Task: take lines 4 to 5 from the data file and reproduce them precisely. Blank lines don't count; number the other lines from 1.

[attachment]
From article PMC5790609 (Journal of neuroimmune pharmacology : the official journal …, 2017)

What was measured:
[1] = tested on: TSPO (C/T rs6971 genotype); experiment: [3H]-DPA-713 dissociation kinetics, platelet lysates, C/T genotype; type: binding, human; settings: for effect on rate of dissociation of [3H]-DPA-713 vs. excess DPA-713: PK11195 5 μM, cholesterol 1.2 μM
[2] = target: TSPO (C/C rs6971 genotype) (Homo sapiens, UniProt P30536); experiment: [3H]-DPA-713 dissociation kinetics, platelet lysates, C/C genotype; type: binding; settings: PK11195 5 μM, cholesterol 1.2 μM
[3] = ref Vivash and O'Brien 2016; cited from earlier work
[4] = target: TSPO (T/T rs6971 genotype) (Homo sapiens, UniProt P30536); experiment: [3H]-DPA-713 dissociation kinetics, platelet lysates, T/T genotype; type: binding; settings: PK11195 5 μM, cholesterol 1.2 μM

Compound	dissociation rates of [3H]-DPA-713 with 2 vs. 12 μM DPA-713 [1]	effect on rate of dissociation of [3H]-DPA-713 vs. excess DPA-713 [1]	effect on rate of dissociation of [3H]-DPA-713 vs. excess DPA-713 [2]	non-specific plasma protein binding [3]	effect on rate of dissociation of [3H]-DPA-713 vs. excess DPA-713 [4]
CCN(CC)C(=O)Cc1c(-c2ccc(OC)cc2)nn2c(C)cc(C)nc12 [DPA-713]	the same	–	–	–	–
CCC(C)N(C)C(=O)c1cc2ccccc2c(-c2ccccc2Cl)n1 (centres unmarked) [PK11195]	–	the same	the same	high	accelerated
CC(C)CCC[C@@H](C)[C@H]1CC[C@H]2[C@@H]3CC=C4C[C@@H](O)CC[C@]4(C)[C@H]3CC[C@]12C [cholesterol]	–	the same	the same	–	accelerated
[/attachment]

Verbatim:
[2] = target: TSPO (C/C rs6971 genotype) (Homo sapiens, UniProt P30536); experiment: [3H]-DPA-713 dissociation kinetics, platelet lysates, C/C genotype; type: binding; settings: PK11195 5 μM, cholesterol 1.2 μM
[3] = ref Vivash and O'Brien 2016; cited from earlier work